Friday, July 6, 2012

Warrior


You know what I love?  I love when I watch a movie with the wrong expectations.  You know, when you make assumptions based on nothing  like humans love to do, and write something off as silly or clichéd for no good reason except maybe a movie trailer, which we all know can be very misleading. It doesn’t help, of course, when said movie trailer reveals all of the major plot points of said movie. But anyway, I love it when that happens because I tend to underestimate the movie and get a wonderful surprise.

I’ll give you an example; this movie called Warrior. And if you haven’t seen it, be warned that there are spoilers up ahead. My thoughts after seeing the Warrior trailer were mostly wondering if they’d really just told us basically the entire movie leaving off the end. This led to me deciding that the movie makers were stupid, and the movie, therefore, must be just another mediocre, melodramatic “sports movie.” You know what I’m talking about. Nevertheless, I decided I wanted to see it, because Tom Hardy stars in it, and I wanted to make sure he would win in the end like I predicted based on the trailer, and because I’m not against seeing clichéd sports movies, especially if they promise good action.



Tom Hardy plays Tommy, an ex-marine and former wrestler gets his estranged dad (Nick Nolte) to train him for SPARTA, a tournament referred to as the super bowl for mixed martial arts. If he wins, he has a very noble plan for the five million dollar prize. Meanwhile, Joel Edgerton plays Brendan, an ex-fighter, now a high school physics teacher who gets back into fighting for the money, to keep his house from foreclosing. He tries to stick to small events, but eventually enters SPARTA too, when a contestant breaks his leg, leaving Brendan’s trainer with no one else to enter. Tommy and Brendan are brothers of course, but haven’t seen each other for fourteen years, and are bitter about their past, especially Tommy, who always appears to be ready to explode at any moment. Can the brothers fix their broken relationship, with each other, and their recovering alcoholic dad? Who will win the tournament and five million dollars? And will I ever learn my lesson, and quit judging great movies before I see them?


Like I said, I first wanted to see this movie because of Tom Hardy, and I went into it already having decided to cheer for him. But this fine film wants us to cheer for Brendan. Not that we shouldn’t cheer for Tommy too, they're both sympathetic characters in two very different ways. But Brendan is the hero here, the one with heart, and I got sucked into liking him amazingly fast, and practically forgot Hardy was even in the movie, which is a credit to the filmmakers and the acting. Joel Edgerton immediately shot up from vaguely-familiar, oh-yeah-didn’t-he-have-a-bit-part-in-Star-Wars, to an actor who would make me want to watch his movies just because he’s in it, like Hardy and this movie. I’d only seen him as a young Uncle Owen before, and wrongly judged him to be a small-part actor, incapable of carrying a film, but he does carry this one, with a likeable ease. I should have known; you never judge someone’s acting on their performance in a prequel Star Wars movie, unless that person happened to play Anakin.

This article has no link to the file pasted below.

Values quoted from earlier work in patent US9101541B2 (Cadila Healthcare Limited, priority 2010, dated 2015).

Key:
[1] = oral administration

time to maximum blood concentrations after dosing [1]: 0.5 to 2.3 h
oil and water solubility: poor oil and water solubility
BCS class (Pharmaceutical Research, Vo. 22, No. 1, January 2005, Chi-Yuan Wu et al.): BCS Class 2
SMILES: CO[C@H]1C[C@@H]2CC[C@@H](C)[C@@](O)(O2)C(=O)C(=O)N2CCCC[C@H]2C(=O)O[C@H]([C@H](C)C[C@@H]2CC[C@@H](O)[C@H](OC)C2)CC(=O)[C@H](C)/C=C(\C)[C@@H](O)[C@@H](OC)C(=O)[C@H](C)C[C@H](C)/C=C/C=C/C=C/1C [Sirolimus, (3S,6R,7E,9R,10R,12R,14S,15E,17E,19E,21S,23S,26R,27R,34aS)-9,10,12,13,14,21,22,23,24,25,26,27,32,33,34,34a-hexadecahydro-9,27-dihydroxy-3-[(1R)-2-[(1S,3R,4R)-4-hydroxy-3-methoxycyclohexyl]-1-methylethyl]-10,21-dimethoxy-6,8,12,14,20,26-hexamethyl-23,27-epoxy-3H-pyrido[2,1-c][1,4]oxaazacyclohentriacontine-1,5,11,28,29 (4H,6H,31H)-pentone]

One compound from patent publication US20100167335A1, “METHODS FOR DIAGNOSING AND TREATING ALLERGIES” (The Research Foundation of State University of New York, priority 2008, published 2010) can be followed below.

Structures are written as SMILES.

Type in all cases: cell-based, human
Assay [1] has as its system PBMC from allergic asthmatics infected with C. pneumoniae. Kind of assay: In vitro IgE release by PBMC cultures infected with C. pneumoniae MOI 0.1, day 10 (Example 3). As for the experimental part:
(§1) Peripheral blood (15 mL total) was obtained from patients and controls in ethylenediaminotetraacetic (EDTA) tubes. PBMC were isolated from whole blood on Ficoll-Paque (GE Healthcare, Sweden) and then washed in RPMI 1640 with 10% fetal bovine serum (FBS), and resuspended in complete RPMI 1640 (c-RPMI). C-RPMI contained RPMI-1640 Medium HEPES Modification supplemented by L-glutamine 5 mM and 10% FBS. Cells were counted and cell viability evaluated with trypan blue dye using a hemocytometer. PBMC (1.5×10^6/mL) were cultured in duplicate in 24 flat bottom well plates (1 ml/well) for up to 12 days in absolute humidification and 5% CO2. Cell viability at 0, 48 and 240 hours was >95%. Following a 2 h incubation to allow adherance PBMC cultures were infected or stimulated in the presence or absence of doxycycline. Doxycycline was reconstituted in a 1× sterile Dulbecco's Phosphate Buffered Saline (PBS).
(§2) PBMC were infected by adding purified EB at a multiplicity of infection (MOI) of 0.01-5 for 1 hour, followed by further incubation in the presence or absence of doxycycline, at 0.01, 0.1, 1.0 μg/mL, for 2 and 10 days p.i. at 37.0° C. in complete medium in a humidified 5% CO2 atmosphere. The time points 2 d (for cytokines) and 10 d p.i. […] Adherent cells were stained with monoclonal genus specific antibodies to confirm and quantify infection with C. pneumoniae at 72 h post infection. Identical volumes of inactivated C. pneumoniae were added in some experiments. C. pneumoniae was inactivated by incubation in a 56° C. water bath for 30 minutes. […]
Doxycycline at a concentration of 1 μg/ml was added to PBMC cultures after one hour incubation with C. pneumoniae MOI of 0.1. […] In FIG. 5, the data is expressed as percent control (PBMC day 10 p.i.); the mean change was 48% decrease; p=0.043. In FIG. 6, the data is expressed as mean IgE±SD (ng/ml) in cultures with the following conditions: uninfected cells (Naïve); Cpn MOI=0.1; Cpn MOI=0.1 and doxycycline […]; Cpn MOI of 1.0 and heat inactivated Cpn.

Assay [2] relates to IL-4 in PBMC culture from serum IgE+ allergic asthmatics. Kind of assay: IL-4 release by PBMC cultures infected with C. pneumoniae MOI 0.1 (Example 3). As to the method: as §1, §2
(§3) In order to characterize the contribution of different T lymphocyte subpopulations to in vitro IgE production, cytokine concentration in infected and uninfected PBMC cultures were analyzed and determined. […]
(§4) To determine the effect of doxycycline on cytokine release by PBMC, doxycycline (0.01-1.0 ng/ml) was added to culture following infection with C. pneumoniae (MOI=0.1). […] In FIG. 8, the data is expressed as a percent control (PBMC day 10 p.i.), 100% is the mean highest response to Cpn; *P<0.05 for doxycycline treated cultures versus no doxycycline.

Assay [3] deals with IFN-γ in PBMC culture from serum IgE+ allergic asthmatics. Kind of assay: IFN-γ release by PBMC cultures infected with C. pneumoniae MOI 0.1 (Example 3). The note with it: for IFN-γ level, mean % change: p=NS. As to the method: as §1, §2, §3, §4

The acting all around, in fact, was quite good. Jennifer Morrison who plays Tess, Brendan’s wife, was a pleasant surprise. I couldn’t believe it was the same person who stars in that Once Upon a Time show. I almost couldn’t take her seriously. If I’d first recognized her as Kirk's mom in Star Trek reboot it would’ve been a lot easier. And Nick Nolte plays his sad, lonely character with just the right amount of pathetic likeability.

I love it when you can tell what a character is thinking without the script making it obvious. You have to pay attention, and maybe even work to understand it, but it makes you more invested. And this is an involving, character driven movie anyway. The fight scenes aren't just great action sequences; they're also an amazingly real and involving part of the development. Every epic, or unbelievable moment was still believable, and even the classic clichés of the genre were totally enjoyable. Everything works together wonderfully to build up tension towards climax, where I found myself wondering who was going to win, and surprising myself by hoping it would be Brendan, against my original hopes and predictions. And that final moment couldn’t have been better, astonishing me with its powerful simplicity.


Even though the trailer gave away a lot of the movie, it really didn’t matter. I knew by watching it that Tommy and Brendan would fight for the championship in the end, but you can assume that would happen anyway, right? This is a "sports drama" after all. In a way, they were actually smart to make the trailer how they did, because I was never really worried about what would happen, but how it would happen. And that’s what resonates in the end. There’s nothing wrong with this movie in the first place, but it’s not the plot, but the deeper, emotional side, planted between the lines, and woven silently into the action that makes a powerful impact, and makes the movie great.

This is that sort of movie that is so detailed, so involving, and so devoid of slow spots, you'll want to make sure you're set to stay planted in front of the TV for the entire duration of the film; you'll not want to miss a single thing.

-5/5 stars

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